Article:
Witch's Broom

Once there were three brothers, the sons of a king.  The two eldest princes were handsome, dapper young men who thought a great deal of themselves.  They went out into the world to seek their fortune, but soon fell into lazy ways, preferring to drink and gamble and enjoy themselves rather than work or seek adventure.  The youngest brother was a plain and simple fellow who did not talk very much.  The family didn’t think much of him, and neither did anyone else.  They called him the Fool.

When the two eldest brothers did not return home one day, the Fool went out to look for them.  Eventually he found them in a poor tavern by the crossroads.  He was overjoyed to see his brothers again, but they laughed at him for thinking that he could make his way in the world when they, who were so much cleverer, had failed.

But the Fool roused his brothers to continue seeking their fortune.  They set out together.  After they had traveled for a while, they came across a large anthill.

“Let’s smash it!” said the oldest brother, “It’d be fun to watch the ants run and try to save their pitiful ant eggs.  We could put a good scare into them!”

But the Fool stopped them.  “Leave the little creatures alone,” he said, “Let them be in peace.  I won’t let you harm them.”

They continued on their way, and eventually they came to a lake where ducks were swimming.

“Let’s catch a few and roast them,” said the second brother, “We could make ourselves a good meal!”

“I won’t let you kill them,” said the Fool, “Leave them in peace.”

They continued on their way, and at least they came to a beehive in a tall tree dripping with honey that ran down the trunk.

“Let’s light a big fire,” said the two older brothers together, “We can smoke out the bees and kill them and take their honey.”

“I won’t let you burn them out,” the Fool said, “Leave them in peace.”

On their way they went, and at last they came to a great stone castle.  No one came out to greet them.  There were no courtiers in the courtyard, and in the stables there were on horses of stone.  No living creature seemed to be around.

The three brothers were afraid, but they had come so far, they were reluctant to go home without explore the castle itself.  They entered its empty halls and wandered through dusty rooms, seeing no signs of life.


At last they came to a high tower.  At the very top was a door with three locks on it and a small hole in the center.  They looked through the peephole and saw a gray dwarf sitting at a table.  They knocked loudly and called out to him, but he did not hear them.  Again they knocked and called, and still he did not answer.  But when they knocked and called a third time, he got up and unlocked the door.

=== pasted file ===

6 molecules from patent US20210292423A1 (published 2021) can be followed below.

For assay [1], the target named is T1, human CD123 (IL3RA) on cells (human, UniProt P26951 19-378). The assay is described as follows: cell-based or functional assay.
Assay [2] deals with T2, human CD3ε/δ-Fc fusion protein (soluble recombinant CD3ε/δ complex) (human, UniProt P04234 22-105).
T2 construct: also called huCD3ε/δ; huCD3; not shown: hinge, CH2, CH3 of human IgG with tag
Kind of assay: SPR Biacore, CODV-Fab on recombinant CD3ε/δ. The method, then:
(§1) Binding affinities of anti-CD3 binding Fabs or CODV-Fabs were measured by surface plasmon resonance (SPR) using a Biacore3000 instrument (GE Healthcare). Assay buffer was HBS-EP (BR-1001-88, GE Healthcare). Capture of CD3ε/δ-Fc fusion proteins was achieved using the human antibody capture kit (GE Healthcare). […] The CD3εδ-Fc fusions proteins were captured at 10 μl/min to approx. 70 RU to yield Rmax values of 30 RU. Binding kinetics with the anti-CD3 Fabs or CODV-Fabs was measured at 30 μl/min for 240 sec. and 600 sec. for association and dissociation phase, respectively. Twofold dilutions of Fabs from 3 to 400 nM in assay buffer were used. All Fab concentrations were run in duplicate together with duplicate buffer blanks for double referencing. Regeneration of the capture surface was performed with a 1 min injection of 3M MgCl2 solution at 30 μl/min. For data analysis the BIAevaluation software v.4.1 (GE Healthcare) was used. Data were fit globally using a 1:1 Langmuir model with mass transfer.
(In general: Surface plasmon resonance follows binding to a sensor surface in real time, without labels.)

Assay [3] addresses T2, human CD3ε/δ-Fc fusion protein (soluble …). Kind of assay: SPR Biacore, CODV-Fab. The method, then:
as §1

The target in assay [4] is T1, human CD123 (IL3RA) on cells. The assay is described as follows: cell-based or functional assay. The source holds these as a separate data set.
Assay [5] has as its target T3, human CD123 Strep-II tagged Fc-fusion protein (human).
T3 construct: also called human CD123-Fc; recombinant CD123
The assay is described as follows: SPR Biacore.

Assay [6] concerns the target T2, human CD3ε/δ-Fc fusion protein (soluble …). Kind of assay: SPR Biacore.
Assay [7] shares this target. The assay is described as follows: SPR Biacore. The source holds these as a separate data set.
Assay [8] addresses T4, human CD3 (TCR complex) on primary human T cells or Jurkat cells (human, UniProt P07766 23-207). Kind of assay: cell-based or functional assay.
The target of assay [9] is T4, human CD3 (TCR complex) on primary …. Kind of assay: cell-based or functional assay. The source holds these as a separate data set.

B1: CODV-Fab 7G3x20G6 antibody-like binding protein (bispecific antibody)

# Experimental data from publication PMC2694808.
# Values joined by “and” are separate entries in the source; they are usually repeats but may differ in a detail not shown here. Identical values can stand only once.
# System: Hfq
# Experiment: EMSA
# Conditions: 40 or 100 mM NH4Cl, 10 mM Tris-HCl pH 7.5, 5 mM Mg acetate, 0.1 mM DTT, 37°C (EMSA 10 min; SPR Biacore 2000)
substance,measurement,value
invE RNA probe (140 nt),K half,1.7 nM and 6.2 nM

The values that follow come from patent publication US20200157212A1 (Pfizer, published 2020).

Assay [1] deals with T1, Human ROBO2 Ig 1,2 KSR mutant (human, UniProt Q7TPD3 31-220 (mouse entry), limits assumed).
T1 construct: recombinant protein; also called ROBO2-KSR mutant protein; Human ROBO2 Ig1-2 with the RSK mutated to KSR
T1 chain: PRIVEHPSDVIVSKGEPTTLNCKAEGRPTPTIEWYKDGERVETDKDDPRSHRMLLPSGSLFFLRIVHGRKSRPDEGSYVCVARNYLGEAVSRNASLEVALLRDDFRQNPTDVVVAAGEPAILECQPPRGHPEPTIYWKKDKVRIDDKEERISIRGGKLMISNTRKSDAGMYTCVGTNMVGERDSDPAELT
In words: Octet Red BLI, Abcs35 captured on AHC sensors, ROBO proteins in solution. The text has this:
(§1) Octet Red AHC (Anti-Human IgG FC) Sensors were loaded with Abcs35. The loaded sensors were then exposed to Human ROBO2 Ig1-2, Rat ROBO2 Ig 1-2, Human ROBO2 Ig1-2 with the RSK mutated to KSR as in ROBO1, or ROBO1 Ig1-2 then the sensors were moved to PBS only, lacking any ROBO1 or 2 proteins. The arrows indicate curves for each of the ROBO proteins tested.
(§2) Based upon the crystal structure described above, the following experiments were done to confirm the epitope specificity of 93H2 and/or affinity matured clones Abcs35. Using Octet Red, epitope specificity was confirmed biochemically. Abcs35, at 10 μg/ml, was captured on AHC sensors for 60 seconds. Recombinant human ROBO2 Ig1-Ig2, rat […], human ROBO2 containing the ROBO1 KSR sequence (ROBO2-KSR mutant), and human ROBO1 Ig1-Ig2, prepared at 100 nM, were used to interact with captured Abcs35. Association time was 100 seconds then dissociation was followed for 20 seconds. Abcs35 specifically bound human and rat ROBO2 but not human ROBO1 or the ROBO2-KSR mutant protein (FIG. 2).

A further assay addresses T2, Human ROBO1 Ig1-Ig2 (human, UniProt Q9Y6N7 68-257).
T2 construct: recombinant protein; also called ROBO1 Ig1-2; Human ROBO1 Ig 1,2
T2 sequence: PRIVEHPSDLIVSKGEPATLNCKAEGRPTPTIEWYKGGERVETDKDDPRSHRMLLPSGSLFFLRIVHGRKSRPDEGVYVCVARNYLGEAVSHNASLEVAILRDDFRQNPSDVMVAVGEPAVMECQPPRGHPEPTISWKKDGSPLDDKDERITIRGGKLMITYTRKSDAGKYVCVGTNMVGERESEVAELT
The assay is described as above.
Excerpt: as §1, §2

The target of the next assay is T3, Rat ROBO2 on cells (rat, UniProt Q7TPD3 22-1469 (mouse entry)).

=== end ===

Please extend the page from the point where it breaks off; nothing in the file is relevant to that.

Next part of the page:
He spoke not a word to them, but led them to a table that was spread with al sorts of good things to eat and drink.  When they were finished, he led each one to his own bedroom.

In the morning, the dwarf went into the room of the eldest brother and brought him to a room deep in the heart of the castle, where a stone tablet stood.  On the stone was an inscription that told how the castle could be rescued from its enchantment. Three tasks had to be performed.

The first task was to gather the thousand pearls of the king’s daughter that were scattered among the moss of the forest, all before nightfall.  If so much as one single pearl was missing, the brother would be turned to stone.

The eldest brother went to the moss and searched all day long.  For once he worked as hard as he could, without a trace of laziness!  But at the end of the day, he had found only a hundred pearls.  As the sun set he turned to stone.

The next day the dwarf took the second brother to the stone tablet.  He too read the inscription, went to the moss, and searched and searched.  He looked so hard that his eyes crossed and sweat dripped down his nose, but at the end of the day he had found only two hundred pearls.  As the sun set he too turned to stone.

The third day, the dwarf took the Fool to read the inscription on the stone tablet.  He went out to the moss and began to gather pearls, but soon he began to feel that the task was impossible.  He sat down on a rock and wept.

While he was sitting and weeping, the Queen of the Ants, whose life he had saved, came to his aid with five thousand ants.  They searched the moss and gathered the pearls, and before the sun had even dipped toward the horizon, all the pearls were gathered and neatly stacked in a pile.

The second task was to find the key to the bedroom of the king’s daughter.  The key had fallen into the lake.  When the Fool went down to the shore and saw the depths of the cold, blue waters, he almost wept again, for he was sure he could never swim to the bottom and return alive.  But just then, the ducks he had saved came swimming up, and they happily dove down to the bottom and brought him the key.

With the key, he could perform the third task.  He entered the bedroom of the princess, and there three beautiful young women lay asleep.  His task was to recognize the youngest daughter, but all three looked exactly alike!  The only difference between them was what they had eaten before falling asleep.  The eldest had eaten a spoonful of sugar, the second daughter had eaten sweet syrup, and the youngest had tasted a spoonful of honey.

Just as he was about to give up, the Queen Bee the Fool had protected from the fire blew in and buzzed around the lips of the three princesses.  She stayed on the mouth of the princess who had tasted the honey.

"She is the youngest princess," the Fool cried, and the spell was broken.  Everyone awoke, and all who had been turned into stone were restored to life.  The princess gave the Fool a handsome reward.  And the Fool's brothers never made fun of him again!